Dr Richard Cornes is a Senior Lecturer in Public Law in the School of Law. Within the University he is the coordinator of the School of Law’s Public Law Research Group and an advocate for LGBT+ rights as a member of the University’s LGBT+ Alliance. He is also a Visiting Fellow at the University of Otago, New Zealand’s, Centre for Legal Issues, and an Associate Member of Landmark Chambers, London.
Richard came out at the age of 16, giving a gay rights speech during a school speech competition. At the time – 1985 – New Zealand was debating decriminalising homosexual sex. The following year he was elected chair of the student council and appointed deputy head-boy along with the captain of the First XV.
A confirmed Anglican, he credits his Christian faith, along with the support of his family and high school teachers, with giving him the strength to come out when he did. “It was a difficult time for us all with gay law reform going through parliament. A lot of hateful things were said by people of faith. I was blessed to belong to a supportive parish and church youth group.” He even contemplated entering the priesthood, before turning to his other loves, English, and Law, at Auckland University.
He has lived in the UK for 15 years now and believes it is important for those who feel comfortable with their sexuality to be open with their colleagues, and especially students. “I understand some people don’t want to come out and just want to get on with their jobs, but just as it’s important to have a mix of men and women, and people from different ethnic backgrounds, it is also important for people to see authority figures and colleagues with different sexualities too.”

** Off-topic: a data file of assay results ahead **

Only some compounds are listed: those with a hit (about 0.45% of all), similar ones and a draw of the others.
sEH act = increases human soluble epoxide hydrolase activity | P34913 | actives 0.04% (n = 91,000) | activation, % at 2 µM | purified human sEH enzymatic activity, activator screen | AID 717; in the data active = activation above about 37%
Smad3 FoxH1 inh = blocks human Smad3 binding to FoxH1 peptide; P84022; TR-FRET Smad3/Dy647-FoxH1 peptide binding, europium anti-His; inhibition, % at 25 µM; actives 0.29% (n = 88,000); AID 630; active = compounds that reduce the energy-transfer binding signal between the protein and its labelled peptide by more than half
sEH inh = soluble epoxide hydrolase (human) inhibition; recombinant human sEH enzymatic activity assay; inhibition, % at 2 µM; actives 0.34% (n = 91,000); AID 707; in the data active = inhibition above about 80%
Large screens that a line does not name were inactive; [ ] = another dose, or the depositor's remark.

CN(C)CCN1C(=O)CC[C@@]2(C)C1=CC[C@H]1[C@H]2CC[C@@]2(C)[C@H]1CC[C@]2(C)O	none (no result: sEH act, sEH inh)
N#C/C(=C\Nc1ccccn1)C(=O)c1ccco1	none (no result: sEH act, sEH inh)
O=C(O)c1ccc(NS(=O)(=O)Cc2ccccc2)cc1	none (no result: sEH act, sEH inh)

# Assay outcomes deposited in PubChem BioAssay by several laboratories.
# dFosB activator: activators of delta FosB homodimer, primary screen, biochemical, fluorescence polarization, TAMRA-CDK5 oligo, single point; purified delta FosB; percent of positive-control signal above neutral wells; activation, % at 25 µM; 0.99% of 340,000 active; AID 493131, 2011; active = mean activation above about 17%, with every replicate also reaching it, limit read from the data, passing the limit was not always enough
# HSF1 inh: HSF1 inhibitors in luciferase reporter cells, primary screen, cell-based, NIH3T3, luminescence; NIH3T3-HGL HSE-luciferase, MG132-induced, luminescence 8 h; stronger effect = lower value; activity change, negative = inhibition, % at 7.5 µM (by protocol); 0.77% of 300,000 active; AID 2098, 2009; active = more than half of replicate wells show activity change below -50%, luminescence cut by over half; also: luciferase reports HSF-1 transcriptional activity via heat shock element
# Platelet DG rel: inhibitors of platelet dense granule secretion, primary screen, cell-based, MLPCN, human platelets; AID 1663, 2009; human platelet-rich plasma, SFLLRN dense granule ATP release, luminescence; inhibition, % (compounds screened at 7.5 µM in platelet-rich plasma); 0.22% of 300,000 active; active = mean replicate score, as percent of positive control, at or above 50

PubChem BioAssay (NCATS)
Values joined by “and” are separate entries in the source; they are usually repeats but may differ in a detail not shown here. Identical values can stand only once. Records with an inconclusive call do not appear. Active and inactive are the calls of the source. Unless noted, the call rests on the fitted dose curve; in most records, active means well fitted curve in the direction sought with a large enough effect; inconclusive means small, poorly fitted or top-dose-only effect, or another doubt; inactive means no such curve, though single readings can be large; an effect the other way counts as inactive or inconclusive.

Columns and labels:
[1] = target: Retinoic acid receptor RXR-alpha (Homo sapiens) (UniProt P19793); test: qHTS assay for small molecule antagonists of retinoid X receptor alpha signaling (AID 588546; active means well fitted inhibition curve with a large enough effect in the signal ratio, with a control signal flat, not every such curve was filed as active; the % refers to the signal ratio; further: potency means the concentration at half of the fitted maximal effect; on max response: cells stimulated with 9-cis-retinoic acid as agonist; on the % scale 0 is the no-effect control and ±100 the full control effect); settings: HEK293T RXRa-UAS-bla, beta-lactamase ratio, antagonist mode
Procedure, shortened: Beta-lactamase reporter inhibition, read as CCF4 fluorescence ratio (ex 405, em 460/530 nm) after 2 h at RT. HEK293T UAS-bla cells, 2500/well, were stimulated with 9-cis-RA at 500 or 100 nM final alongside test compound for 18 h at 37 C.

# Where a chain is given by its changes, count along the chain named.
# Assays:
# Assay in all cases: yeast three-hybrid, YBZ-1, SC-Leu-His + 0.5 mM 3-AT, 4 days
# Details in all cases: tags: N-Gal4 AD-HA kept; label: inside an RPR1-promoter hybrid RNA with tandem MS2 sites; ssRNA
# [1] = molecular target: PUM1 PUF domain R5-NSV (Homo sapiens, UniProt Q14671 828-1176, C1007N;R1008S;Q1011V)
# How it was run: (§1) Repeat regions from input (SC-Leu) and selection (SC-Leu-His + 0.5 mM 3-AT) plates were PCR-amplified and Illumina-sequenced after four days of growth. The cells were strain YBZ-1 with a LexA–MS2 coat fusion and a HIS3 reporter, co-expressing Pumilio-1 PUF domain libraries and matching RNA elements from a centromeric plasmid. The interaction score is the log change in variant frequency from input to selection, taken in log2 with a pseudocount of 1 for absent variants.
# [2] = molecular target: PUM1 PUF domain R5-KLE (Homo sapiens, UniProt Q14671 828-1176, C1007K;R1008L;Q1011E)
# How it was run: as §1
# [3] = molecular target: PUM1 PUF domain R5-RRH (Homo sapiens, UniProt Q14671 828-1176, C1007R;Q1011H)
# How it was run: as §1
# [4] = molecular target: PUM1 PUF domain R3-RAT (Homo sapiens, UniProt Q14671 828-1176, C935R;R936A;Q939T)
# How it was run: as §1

He comments that, as liberal as things seem now, people, young, and older still struggle with being open about their sexualities and living their lives to their full potential. Further, “while we have marriage equality in almost all of the UK there’s still plenty of homophobia about. Teenagers are still thrown out of home for being other than straight, there’s still violence against people on sexuality grounds, people still get bullied. And then outside of the UK there are countries’ where being gay is still a crime, even punishable by death.”
As part of the Essex LGBT Alliance, Richard believes that it is tremendously empowering to see organisations, and their leadership, being serious about inclusivity. “Essex’s stance on these issues is one of the reasons it’s a great place to work or study, whatever your identity.”